The last time I saw my ophthalmologist he told me that some parents don’t want their little children get surgery to correct their crossed eyes.
He said that despite what he explains about the difficulties their children may have in the future due to their misaligned eyes, parents are too afraid of the possible side effects, scar tissue and anaesthesia.
“They should also consider how their child will feel looking like a freak show.” I said.
“Yes, doctor. I can say this because I am your patient. I understand you can’t use that kind of language.”
The truth is that I did feel like a freak show for almost half of my life because of my eyes. Until I was three, my eyes were crossed. After that, I had a lazy eye until I was 17.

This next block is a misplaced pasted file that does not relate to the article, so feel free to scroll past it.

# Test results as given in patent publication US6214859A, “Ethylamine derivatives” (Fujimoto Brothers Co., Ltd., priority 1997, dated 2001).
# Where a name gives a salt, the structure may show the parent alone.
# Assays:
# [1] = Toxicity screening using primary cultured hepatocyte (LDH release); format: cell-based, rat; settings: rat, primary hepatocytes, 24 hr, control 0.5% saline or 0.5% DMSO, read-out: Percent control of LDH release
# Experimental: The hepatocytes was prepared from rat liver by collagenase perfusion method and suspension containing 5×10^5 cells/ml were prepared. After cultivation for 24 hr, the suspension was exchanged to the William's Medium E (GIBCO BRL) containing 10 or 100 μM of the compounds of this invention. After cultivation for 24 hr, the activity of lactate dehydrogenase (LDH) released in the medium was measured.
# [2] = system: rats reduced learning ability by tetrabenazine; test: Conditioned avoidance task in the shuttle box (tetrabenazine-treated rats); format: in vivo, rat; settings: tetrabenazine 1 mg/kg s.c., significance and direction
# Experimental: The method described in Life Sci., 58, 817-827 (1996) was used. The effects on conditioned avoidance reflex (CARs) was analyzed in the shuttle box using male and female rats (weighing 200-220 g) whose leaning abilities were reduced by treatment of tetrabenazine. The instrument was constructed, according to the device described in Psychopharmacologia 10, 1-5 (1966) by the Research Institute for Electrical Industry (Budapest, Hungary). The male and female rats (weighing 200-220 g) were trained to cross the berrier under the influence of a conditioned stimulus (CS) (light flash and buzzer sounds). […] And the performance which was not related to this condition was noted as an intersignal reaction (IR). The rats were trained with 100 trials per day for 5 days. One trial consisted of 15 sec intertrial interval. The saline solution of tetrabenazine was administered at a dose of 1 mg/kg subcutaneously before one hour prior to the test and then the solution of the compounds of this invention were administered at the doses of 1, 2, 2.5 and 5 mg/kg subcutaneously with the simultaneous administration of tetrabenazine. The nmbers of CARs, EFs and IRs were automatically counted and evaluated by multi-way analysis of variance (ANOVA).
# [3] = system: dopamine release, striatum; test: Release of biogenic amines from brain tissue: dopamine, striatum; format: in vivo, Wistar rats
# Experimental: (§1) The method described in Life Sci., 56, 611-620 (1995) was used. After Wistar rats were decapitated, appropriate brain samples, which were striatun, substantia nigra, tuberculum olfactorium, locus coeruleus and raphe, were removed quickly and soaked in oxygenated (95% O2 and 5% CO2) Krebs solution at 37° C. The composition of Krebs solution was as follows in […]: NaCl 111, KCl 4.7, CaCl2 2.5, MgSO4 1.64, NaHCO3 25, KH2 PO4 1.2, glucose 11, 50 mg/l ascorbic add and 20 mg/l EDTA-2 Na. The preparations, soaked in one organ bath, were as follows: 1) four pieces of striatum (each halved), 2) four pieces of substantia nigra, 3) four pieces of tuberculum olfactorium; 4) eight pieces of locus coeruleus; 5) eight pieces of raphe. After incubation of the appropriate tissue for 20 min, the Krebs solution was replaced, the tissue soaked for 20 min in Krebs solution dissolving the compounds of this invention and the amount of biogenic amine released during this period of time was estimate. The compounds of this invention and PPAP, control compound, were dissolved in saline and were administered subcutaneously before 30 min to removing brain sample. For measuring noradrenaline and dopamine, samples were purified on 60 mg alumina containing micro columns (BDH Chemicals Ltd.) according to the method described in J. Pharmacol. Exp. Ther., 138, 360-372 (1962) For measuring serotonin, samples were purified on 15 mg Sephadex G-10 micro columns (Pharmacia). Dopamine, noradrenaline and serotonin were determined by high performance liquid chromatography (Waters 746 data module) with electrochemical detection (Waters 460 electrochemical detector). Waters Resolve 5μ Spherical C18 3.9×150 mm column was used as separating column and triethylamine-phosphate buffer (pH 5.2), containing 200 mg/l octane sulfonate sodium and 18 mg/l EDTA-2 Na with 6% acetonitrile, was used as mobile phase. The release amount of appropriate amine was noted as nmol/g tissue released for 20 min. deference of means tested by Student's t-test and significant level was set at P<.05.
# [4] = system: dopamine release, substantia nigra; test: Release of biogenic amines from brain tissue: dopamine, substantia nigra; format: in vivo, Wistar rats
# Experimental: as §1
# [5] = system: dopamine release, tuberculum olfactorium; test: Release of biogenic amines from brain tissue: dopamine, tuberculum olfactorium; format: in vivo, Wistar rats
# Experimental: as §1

Whenever I see someone who is cross eyed or has a wandering eye, I want to run up to them to tell them about possible surgery. But I realize that the subject may be that person’s Achilles Heal, like it is mine. I can’t just bring up the topic in public, I have to approach it delicately in private. I want to save other people the humiliation I felt throughout my childhood and adolescence.
I skimmed through a study about the psychological effects of strabismus where the majority of adults with strabismus responded that they would prefer to shorten their life span if they could get rid of their strabismus. I cried when I read it, admitting to myself that I’d take years off my life if I could erase all the pain, humiliation, and limited vision related to my condition.